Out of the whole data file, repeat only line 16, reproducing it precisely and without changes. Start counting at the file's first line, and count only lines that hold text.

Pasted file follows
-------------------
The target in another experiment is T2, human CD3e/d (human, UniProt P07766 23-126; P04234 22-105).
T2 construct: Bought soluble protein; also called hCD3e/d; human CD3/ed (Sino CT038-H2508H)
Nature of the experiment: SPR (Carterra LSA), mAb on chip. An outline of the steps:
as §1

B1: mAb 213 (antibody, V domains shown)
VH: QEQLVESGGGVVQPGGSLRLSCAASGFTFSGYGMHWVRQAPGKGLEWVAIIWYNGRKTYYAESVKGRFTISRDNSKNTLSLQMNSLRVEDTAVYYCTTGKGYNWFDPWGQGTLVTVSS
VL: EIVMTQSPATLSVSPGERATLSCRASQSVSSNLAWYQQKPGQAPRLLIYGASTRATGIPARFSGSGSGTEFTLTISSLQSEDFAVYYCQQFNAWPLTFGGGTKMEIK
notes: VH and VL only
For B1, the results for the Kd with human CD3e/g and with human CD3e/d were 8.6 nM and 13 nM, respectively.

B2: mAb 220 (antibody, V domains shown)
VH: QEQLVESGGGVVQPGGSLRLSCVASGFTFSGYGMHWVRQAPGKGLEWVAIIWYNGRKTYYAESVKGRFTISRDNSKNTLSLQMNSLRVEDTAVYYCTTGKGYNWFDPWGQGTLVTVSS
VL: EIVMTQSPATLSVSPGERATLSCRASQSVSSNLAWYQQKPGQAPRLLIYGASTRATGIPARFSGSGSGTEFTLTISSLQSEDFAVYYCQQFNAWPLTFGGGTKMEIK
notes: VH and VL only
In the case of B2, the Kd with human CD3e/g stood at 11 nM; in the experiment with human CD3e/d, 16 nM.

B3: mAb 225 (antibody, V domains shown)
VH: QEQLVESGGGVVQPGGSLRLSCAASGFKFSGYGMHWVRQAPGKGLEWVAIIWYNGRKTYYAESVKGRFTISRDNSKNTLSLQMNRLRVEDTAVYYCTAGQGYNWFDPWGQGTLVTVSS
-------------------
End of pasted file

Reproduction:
VH: QEQLVESGGGVVQPGGSLRLSCAASGFKFSGYGMHWVRQAPGKGLEWVAIIWYNGRKTYYAESVKGRFTISRDNSKNTLSLQMNRLRVEDTAVYYCTAGQGYNWFDPWGQGTLVTVSS